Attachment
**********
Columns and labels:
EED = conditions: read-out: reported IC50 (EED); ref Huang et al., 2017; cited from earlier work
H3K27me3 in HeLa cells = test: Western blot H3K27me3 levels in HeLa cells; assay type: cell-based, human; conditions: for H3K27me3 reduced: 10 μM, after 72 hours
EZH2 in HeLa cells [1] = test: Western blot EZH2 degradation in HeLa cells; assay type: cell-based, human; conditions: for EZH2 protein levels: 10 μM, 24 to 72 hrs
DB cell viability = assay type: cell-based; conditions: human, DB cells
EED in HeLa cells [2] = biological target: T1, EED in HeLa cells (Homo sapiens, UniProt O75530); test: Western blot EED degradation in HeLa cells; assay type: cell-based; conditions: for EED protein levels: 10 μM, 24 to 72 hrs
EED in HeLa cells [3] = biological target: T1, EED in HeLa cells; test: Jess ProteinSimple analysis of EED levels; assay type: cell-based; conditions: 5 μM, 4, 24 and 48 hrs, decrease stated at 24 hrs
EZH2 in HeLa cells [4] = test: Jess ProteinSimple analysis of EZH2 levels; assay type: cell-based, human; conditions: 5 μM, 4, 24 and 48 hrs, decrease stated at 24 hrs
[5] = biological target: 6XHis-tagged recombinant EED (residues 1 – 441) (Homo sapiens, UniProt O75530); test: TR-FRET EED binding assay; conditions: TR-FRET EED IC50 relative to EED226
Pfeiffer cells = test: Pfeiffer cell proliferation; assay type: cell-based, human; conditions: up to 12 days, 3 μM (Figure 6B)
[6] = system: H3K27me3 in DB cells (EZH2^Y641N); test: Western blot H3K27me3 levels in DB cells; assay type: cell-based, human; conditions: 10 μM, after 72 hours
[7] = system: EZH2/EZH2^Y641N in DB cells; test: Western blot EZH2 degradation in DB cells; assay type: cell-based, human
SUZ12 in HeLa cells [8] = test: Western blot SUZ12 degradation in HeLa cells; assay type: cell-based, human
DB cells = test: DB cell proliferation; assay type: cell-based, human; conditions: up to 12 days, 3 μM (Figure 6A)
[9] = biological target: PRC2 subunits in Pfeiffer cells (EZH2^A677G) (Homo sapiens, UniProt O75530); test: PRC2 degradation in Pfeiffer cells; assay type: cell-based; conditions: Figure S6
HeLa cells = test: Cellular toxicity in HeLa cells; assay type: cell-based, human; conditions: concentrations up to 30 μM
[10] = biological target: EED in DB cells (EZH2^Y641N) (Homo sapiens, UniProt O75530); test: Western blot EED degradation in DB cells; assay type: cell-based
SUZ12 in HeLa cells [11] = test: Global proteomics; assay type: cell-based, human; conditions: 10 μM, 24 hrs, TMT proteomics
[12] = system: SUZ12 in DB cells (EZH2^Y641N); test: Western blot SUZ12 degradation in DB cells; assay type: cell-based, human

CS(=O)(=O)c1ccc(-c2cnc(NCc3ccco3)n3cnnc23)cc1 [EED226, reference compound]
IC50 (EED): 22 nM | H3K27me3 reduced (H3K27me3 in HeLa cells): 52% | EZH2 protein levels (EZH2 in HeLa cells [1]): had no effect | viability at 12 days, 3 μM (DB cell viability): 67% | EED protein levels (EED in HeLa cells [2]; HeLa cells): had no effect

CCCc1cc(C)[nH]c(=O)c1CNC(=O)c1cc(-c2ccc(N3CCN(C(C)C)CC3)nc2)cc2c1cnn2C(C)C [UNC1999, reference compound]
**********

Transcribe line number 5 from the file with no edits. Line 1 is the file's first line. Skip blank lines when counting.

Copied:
DB cell viability = assay type: cell-based; conditions: human, DB cells